Rating: Not Rated
Stars: Kevin Durand, Lukas Haas, Bianca Kajlich, Ethan Khusidman
Writer: Tyler Hisel
Director: Jack Heller
Distributor: Image Entertainment/RLJ Entertainment
Release Date: Blu-ray/DVD/VOD, September 1, 2015
DARK WAS THE NIGHT makes no pretense of reinventing the wheel. It is a straightforward, slow-burn monster in the woods story. What elevates it, apart from the strong performances of leads Kevin Durand and Lukas Haas, is the sense of certainty demonstrated by director Jack Heller and writer Tyler Hisel, demonstrating that sometimes all a story needs is to be told well.
When a logging company starts harvesting in a previously untouched New England forest, something very bad and very bloody happens to some of the loggers. Some time thereafter, ninety miles to the south in the small town of Maiden Woods, domestic animals begin disappearing and little Adam Shields (Ethan Khusidman) claims he saw something in the trees.
Adam’s dad Paul (Kevin Durand) is the town sheriff, sharing custody of the boy with loving but estranged wife Susan (Bianca Kajlich) after a family tragedy. Naturally, Adam’s claims are taken with a grain of salt, because he’s young, because he’s imaginative, and because Paul is caught up in his own grief and guilt. Gradually, events become weirder and more threatening. When Paul’s newish, out-of-towner deputy Donny Saunders (Lukas Haas) begins looking into local lore that dates back to Colonial times, he begins to believe that perhaps something hitherto unnoticed was dislodged by the logging. Paul starts to come around to this point of view as well.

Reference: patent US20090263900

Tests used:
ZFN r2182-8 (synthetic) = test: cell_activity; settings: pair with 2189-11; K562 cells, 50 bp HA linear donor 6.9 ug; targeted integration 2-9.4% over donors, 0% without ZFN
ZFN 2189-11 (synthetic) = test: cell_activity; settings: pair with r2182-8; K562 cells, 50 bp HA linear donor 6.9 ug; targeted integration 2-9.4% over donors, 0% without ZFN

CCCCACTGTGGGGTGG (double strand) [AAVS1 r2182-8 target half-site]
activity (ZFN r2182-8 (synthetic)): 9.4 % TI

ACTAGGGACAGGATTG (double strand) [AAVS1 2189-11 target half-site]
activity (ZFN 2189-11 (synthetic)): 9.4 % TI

The filmmakers take their time establishing the setting and the characters, giving Paul, Susan and Adam so much subplot that it could serve as the basis for a straight drama. There is an adroit balance between set-up, suspense and scares, so that a very satisfying rhythm is established. The clues work well enough, though horror purists may quibble with one suggestion of exactly what sort of entity is wreaking havoc. A cause for joy is that the main characters also act with intelligence – the story doesn’t revolve around anyone doing something dumb, but rather proceeds with the power of two increasingly determined forces on a collision course.
Another plus is that there’s a good build to revealing the creature. For a long while, we get glimpses of limbs and shapes – there’s a great distorted reflection in an urn at one point – until the last act, when we get a thorough and thoroughly effective look at what’s going bump (and growl and rend and kill) in the night.
Durand, currently playing a very different kind of monster hunter on THE STRAIN, is very sympathetic as the troubled lawman, striving to be both a responsible officer and a caring parent. Haas likewise puts a lot of quiet thought into Paul’s loyal second in command.
The Long Island locations are atmospherically bleak and the touches like unusual footprints add texture. What really stands out here, though, is the way everyone approaches the material. DARK WAS THE NIGHT feels like a horror offering from the era when the genre was expected to consist of real movies that also contained scares, rather than cynical, self-referential processed product. This DARK delivers.
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Article: Movie Review: DARK WAS THE NIGHT